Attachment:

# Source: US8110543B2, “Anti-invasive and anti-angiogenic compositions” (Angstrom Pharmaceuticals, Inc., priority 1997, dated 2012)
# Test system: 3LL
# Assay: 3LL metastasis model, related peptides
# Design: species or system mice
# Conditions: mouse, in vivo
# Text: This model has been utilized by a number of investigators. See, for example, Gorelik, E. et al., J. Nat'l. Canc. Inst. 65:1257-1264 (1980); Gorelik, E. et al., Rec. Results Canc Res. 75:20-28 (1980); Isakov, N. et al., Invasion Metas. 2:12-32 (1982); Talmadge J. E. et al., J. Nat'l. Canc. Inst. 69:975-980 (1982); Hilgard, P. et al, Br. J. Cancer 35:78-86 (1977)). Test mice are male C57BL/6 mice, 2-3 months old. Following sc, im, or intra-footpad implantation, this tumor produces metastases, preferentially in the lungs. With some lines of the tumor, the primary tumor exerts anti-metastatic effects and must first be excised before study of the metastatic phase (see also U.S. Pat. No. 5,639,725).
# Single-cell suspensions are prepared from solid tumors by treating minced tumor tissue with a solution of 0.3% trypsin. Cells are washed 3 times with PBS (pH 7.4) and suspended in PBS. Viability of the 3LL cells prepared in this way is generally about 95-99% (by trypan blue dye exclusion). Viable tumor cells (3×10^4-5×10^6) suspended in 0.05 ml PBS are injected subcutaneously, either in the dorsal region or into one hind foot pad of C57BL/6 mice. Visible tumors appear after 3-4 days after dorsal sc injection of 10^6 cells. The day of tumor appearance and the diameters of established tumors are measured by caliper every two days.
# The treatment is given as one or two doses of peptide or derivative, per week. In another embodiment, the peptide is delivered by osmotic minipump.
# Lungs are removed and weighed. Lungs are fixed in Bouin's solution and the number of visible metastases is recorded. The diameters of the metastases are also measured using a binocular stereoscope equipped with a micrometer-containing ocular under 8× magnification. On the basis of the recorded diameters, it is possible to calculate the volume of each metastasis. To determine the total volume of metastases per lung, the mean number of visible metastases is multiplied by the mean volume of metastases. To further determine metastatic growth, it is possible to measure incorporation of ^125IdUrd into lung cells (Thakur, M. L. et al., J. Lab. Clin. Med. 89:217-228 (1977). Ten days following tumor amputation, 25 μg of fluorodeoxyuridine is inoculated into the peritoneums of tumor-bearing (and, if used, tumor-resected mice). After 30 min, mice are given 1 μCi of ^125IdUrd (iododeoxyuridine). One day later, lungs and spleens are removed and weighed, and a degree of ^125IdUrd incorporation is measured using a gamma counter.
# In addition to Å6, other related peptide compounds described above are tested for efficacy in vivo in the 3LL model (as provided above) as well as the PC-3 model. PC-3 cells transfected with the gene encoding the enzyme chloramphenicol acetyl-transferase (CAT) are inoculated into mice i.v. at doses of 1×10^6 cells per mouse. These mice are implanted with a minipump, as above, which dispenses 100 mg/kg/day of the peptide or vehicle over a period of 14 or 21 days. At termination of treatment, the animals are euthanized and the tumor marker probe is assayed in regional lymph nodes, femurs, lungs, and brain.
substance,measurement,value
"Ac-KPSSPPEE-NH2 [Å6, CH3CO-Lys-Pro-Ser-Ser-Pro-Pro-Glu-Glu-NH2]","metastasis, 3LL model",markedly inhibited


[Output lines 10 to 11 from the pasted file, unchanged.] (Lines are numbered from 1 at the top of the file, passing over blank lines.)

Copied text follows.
# In addition to Å6, other related peptide compounds described above are tested for efficacy in vivo in the 3LL model (as provided above) as well as the PC-3 model. PC-3 cells transfected with the gene encoding the enzyme chloramphenicol acetyl-transferase (CAT) are inoculated into mice i.v. at doses of 1×10^6 cells per mouse. These mice are implanted with a minipump, as above, which dispenses 100 mg/kg/day of the peptide or vehicle over a period of 14 or 21 days. At termination of treatment, the animals are euthanized and the tumor marker probe is assayed in regional lymph nodes, femurs, lungs, and brain.
substance,measurement,value